After a recent article mentioning the backup program I use Acronis True Image Home 2011, I received an email from subscriber Keith Vigon with a question about using it as part of his process of upgrading his operating system:
Usually when I switch computers, I have the same basic (very) problem, namely moving my email details, contacts, old messages etc to the new computer, the same applies to bookmarks in the various search engines, also of course the files, photos etc.
Basically everything I might want from the old computer to be available on the new one, and for a Neanderthal like . . . hmmmm … me, to be able to do it. Would the programme you described in this latest missive do the job, or is there a better one suitable for this.
The problem I think I may encounter is right now I am using Vista and a new computer will have Windows 7 – will that be a problem?
Thanks as always
I wrote back to Keith to remind him that Acronis True Image Home 2011 is a backup program — it is not a migration program to automatically move all your files and settings to a new computer.
If you restore the image of a Vista system onto a Windows 7 computer, it would overwrite everything on the Win7 computer with the Vista backup — including overwriting Windows 7 itself with the backed up Vista files. However, the system probably not be bootable, since the hardware would be different.
Part of the problem is that your various drivers (video, ethernet, etc.) would not match the new hardware. Another part is a Microsoft anti-piracy measure — Windows no longer installs all the chipset drivers that are on the Windows installation DVD, so if the new computer has different northbridge or southbridge chipsets than the original computer the, the restored Operating System will be missing some of the critical files it needs to boot successfully.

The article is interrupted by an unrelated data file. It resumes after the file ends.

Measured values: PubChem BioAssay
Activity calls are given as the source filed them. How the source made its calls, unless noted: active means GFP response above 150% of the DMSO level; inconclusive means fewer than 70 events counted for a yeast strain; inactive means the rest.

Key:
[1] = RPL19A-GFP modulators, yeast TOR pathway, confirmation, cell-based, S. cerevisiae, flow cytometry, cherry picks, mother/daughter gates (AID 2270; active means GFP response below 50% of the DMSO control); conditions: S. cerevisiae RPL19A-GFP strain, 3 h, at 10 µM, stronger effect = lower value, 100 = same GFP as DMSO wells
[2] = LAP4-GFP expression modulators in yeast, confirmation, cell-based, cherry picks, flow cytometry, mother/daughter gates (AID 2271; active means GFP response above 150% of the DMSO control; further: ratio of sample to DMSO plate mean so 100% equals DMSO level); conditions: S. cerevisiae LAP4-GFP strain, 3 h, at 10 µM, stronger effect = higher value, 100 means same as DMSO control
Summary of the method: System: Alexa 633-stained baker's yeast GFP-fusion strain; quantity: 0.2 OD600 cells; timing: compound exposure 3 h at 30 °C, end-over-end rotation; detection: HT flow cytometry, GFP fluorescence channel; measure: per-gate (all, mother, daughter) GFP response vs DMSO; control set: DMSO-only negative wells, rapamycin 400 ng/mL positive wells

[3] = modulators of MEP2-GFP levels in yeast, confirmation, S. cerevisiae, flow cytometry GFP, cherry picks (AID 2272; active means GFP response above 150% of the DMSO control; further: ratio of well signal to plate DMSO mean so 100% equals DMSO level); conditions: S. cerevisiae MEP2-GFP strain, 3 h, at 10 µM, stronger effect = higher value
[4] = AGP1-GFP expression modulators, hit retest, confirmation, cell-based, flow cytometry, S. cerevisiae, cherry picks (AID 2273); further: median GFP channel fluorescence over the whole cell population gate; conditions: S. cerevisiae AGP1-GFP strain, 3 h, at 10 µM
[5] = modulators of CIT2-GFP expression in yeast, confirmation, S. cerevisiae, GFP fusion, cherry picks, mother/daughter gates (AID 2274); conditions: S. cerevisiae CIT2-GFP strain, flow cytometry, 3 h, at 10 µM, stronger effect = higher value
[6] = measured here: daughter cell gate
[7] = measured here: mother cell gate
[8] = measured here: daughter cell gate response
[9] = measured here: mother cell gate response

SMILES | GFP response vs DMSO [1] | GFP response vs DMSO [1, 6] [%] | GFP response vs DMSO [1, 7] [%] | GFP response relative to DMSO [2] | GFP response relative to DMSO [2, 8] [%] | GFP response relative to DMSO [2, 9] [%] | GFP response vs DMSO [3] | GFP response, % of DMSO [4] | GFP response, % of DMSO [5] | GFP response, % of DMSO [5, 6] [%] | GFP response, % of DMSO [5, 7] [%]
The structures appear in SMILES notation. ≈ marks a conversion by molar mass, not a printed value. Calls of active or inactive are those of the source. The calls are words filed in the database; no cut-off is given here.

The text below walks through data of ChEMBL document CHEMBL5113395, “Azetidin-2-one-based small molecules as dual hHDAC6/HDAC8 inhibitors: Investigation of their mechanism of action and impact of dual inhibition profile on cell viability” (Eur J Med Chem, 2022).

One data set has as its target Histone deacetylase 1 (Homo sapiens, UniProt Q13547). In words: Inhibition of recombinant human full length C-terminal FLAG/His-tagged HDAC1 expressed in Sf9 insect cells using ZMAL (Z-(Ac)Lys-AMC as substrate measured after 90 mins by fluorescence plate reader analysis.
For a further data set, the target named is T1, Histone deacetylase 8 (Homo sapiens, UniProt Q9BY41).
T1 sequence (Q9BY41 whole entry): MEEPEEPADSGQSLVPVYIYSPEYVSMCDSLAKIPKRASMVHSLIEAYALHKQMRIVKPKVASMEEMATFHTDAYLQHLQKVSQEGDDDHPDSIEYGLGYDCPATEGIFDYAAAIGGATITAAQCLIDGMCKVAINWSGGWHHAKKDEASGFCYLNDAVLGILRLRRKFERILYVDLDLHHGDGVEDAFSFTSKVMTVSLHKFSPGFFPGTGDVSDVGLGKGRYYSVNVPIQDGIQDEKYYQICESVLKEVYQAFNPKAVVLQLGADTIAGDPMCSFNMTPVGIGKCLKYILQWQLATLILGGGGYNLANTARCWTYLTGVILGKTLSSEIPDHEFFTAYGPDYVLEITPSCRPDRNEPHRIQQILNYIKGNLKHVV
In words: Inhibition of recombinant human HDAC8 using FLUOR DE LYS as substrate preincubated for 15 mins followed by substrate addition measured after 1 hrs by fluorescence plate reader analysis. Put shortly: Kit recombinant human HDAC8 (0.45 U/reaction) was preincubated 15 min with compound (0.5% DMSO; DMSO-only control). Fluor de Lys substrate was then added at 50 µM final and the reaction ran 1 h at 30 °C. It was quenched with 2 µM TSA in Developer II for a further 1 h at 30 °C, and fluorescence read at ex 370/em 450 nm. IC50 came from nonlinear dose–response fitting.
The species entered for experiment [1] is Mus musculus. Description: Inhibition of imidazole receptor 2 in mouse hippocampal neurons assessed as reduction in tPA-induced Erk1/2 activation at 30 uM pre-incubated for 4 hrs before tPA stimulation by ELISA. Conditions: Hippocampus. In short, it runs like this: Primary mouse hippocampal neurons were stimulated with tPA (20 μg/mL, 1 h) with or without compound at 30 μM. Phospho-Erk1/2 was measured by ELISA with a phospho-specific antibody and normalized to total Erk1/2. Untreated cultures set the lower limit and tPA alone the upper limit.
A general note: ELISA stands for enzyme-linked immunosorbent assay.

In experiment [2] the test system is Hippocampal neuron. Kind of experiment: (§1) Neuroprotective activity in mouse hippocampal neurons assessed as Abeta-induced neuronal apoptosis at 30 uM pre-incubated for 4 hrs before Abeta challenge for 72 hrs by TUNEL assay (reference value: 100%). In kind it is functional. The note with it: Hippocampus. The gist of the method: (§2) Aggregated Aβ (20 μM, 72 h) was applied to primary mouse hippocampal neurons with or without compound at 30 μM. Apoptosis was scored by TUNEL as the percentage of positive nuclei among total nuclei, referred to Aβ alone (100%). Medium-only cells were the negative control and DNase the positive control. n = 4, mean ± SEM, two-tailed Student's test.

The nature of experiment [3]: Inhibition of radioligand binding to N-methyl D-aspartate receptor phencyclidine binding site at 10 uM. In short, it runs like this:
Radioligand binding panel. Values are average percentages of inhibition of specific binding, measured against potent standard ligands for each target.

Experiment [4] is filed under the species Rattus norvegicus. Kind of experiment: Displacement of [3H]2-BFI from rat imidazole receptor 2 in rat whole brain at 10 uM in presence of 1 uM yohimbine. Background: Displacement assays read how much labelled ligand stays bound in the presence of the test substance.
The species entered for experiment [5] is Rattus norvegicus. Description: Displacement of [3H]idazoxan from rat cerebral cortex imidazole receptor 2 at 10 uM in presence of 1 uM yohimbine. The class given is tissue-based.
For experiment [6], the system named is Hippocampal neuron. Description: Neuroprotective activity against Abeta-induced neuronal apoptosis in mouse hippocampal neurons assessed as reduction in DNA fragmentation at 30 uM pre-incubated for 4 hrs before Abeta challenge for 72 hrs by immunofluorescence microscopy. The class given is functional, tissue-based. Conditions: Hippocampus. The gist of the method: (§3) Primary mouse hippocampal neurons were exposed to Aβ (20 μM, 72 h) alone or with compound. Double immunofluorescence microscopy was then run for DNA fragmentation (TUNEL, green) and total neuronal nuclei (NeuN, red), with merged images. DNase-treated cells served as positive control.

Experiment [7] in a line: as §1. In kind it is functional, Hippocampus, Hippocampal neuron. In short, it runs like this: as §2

While the ATIH2011 "Plus Pack" includes the ability to create a backup to be restored to "dissimilar hardware," if you do an image restore, it does the operating system and everything. — When you start the first time, it will ask for your Windows license code to license the OS on the new hardware.
The real value of an ATIH backup image in this situation is that it would be available to you to copy individual files and folders to the new computer. ATIH will "mount" the image as if it was a hard drive — and you’d use Windows Explorer to copy files and folders from this pseudo-drive to the computer. That way, you could get your data — then or later.
Your programs would have to be reinstalled, as programs often store information in the Windows Registry. You would not want to copy the Windows Registry files from the Vista computer to the new computer, even if you could (when you’re running Windows on the new computer, it locks the Registry files, so you wouldn’t be able to overwrite them).
There are some programs designed for migrating settings to new computers, but I haven’t tried any of them. I did use one for a client that Dell sold with their computers about 5 year ago; unfortunately, it did very basic common programs (windows settings, IE settings, Outlook Express settings, Microsoft Office settings) and ignored most of his stuff.
Microsoft even has their own free program to help you migrate to Windows 7. It’s called Windows Easy Transfer and can be downloaded from the Microsoft web site.